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Appeals court must decide whether detainee identities will be released

From the Fall 2002 issue of The News Media & The Law, page 9.

From the Fall 2002 issue of The News Media & The Law, page 9.

By Rebecca Daugherty

Whether or not the public and the press will ever le arn the identities of the more than 1,100 people detained by the U.S. government will be up to the U.S. Court of Appeals in Washington, D.C., (D.C. Cir.). The court scheduled a Nov.18 hearing on whether names of the individuals held at some point in connection with the events of September 1l, the names of their attorneys, and information about their arrests, detentions and release would be disclosed under the Freedom of Information Act.

Journalists have been able to interview some detainees and their attorneys because they learned their identities in other ways. But without comprehensive information about who the detainees are, reporters cannot tell the public anything about the government’s actions and its effects on the people it has detained and their families. Without that information, the public has little understanding of what these actions mean.

Twenty-one civil liberties and human rights groups, as well as The Reporters Committee for Freedom of the Press, jointly filed FOI requests for the information. The Center for National Security Studies in Washington, D.C., a watchdog organization that deals with litigation, surveillance and intelligence reform, coordinated the efforts.

“We want to know as much as we can,” said CNSS policy analyst Sarah Margon. “We want to know because the public has a right to know.”

In early August, U.S. District Judge Gladys Kessler in Washington, D.C., ruled that the names of the detainees and their attorneys must be disclosed under the federal FOI Act. She ruled that the exemption to the act that protects some law enforcement records would not apply across the board and would not protect most of the records sought in the case before her.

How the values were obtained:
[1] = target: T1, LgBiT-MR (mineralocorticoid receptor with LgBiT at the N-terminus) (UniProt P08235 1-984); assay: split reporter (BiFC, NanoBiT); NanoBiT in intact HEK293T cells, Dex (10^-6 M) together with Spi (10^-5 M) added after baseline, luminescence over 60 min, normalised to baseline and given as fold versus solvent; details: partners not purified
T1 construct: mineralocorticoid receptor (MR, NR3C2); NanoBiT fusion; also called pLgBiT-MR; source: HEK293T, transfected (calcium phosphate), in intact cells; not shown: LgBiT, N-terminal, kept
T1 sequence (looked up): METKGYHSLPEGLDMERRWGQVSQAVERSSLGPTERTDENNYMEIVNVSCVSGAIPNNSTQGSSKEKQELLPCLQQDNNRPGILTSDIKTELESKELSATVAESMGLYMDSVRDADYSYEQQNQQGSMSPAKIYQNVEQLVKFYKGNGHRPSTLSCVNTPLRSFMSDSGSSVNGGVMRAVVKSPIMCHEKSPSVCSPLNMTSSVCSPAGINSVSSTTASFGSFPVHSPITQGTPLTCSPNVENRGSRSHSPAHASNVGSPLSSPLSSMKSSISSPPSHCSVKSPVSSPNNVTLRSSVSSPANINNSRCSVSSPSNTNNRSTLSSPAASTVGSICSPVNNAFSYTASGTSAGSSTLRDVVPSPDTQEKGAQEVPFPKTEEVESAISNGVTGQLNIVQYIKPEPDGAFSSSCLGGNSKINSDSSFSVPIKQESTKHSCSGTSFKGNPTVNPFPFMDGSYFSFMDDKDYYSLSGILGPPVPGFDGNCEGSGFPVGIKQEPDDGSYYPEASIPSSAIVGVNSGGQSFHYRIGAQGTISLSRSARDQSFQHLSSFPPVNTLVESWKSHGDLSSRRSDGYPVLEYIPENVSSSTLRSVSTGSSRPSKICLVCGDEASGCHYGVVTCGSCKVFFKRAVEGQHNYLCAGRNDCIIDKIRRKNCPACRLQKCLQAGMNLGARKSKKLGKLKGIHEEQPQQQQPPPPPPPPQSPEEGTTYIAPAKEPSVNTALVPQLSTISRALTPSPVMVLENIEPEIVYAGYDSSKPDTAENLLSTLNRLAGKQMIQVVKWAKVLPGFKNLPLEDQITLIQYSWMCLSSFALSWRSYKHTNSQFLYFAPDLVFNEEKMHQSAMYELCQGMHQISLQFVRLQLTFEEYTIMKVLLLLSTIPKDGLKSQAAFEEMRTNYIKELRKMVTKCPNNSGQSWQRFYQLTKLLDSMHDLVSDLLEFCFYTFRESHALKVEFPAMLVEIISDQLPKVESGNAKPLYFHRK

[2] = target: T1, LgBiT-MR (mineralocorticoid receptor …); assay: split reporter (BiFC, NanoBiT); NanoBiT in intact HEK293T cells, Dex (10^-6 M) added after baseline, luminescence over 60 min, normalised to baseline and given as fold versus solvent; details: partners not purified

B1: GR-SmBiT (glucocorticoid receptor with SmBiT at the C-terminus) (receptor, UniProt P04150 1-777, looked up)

Given the substantial evidence of government misconduct, “the public’s interest in learning the identities of those arrested and detained is essential to verifying whether the Government is operating within the bounds of the law,” she wrote.

Even before her decision, the government had conceded that it could not withhold all of the detainees’ names. It released the names of detainees actually charged with federal criminal offenses and names of their attorneys, but not until the lawsuit for the names was filed.

Kessler held that, for the most part, disclosure would not interfere with investigations or endanger anyone. However, she wrote, the government could continue to withhold the locations of the detainees’ arrests and detentions and the dates of their release.

In general, disclosure would not interfere with the detainees’ privacy, she wrote, and the names of their attorneys would certainly not be protected. But some detainees might feel threatened by disclosures that they were detained. If so, they could “opt out” of having their identities disclosed.

The groups in the lawsuit argued that the public has a strong interest in knowing who is arrested and how the government makes those arrests.

At the government’s request, Kessler stayed her order Aug. 15 so that the government could make an “expeditious” appeal.

The government appealed. It insisted that release of detainee identities would interfere with the government’s investigation. Disclosure would show terrorist groups who had and had not been investigated. If terrorists got this information, they could alter plans and provide misinformation. They could undermine the usefulness of information the detainees gave the government, it said.

And, as it had claimed before Kessler, the government said the detainees had a privacy interest in having their identities withheld. Held in connection with the worst acts of terrorism “ever to occur on American soil,” they surely had a strong interest in not having their identities disclosed, the government postured.

The court’s concession — that individuals could opt out of having their identities disclosed — would not rectify that privacy interest. Already, many of the individuals had been deported or become difficult to contact, leaving their privacy interests unprotected, the government said.